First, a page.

DS: So what happened with Dell, is that a textbook case for you guys?

Meph: McGuffey’s Reader. We gave ’em the shirt rap and they had their jaws up around the hand holding the reel. And we saved those folks a chunk of change, our organization gets a lot of negative press but those people served customers in India for a fraction of the cost of an American call center. Fraction. We held up our side of the bargain, nobody can ever say we don’t give exactly what we intend to give when we make a promise.

DS: Surfing through some of Dell’s customer comments here I’m seeing things like do not buy Dell, beware the service is Third World and hardly to standard, and it just can’t get worse than Dell customer service, and if ever there was an award for the worst customer service, it had to go to Dell, those don’t sound like folks who called back to ask for the complementary t-shirt.

Meph: Each one of those customers was serviced for less than half of what an interaction on American soil would have cost. Money in Dell’s pocket, each of those calls. We did have a situation with them in 2004, some whistleblower felt frisky one morning and brought up some out-of-context numbers up in a meeting, next thing you know Dell’s dropping a Bangalore center that was saving them wampum because of some isolated incidents of customer complaints about the quality of service. You had Dell people going off half-cocked, apologizing and saying they’d “learned their lesson,” it was pitiful, we had to throw a fire team on that one and re-focus their attention where it should have been, and I have to hand it to those guys, now we have Dell reopening in India and the Philippines, saving money every step of the way. But it was real touch-and-go there for a while, we saw a lot of our work hanging in the balance. Fortunately, thank Satan, we got everybody back on the same page.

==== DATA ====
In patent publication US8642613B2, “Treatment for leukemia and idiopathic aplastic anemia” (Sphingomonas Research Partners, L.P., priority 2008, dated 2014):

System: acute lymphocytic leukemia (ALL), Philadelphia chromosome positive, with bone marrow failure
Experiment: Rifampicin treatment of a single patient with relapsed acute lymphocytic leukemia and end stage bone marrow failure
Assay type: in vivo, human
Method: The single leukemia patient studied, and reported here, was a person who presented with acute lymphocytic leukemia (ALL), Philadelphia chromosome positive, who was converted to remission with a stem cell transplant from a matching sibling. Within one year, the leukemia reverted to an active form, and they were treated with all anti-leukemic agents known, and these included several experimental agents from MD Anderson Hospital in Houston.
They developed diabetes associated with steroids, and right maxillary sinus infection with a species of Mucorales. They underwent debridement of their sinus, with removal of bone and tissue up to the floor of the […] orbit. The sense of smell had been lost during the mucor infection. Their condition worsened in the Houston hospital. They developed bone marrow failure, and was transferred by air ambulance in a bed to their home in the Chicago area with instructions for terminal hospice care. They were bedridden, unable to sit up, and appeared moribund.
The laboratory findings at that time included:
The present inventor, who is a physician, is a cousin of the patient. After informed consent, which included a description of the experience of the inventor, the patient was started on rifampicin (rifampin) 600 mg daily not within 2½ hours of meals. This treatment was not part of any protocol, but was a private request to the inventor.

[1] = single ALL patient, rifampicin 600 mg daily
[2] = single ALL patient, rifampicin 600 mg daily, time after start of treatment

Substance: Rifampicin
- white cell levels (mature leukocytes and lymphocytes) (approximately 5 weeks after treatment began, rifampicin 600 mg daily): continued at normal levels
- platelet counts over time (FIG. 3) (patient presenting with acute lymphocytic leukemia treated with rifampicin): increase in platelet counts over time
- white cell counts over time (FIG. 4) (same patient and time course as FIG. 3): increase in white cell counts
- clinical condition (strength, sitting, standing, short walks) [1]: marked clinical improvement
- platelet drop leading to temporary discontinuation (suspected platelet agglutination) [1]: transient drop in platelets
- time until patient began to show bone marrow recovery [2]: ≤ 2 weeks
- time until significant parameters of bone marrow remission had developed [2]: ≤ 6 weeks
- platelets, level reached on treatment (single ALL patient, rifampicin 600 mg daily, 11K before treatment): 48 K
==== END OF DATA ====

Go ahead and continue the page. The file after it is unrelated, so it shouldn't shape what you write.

DS: It looks like you’re getting closer to collecting on your end of the bargain, I see where the stock’s down, what, sixty percent in the past two years, every heavyweight stockpicker on the Street’s crossing over to the other side when he sees Dell stock for sale, and it’s not like batteries have been exploding since July 2004, the one consistent drag on the company that whole time has been bad customer service — specifically the outsourced call centers. It looks like the whole company is getting in the hand basket for the ride to your headquarters.

Meph: There are lots of ways to slice and dice the numbers, the market bounces up and down and you have to keep perspective, we don’t have a crystal ball, but let me underscore that we came to Dell with an action plan for operational savings, everything was on the table, and the organizational strategy Dell embraced included the vision of saving cash by opening call centers overseas instead of in America. And the point here is that our organization has delivered. Obviously Dell has their internal issues to work out, but we’re confident in the job we’ve done for them.

DS: Would you say Dell’s contract is a typical one for your organization?

Meph: Hey, you want us to save you money? We can save you money. Low-hanging fruit’s there to be picked, we have our own overhead to worry about too, you should see spot prices on brimstone on the commodities market. We open call centers overseas for you and you can count the savings right out of the gate. Mission accomplished. We don’t overreach in companies’ internal affairs… well, not until they’re down here with us. After all, we’re not in this business to be altruistic. You want that go Up There.

Original article in author’s archive.

David Sims
David Sims Writing
David Sims, a professional CRM writer since the last century, is an American living in New Zealand because "it's fun calling New Yorkers to tell them what tomorrow looks like."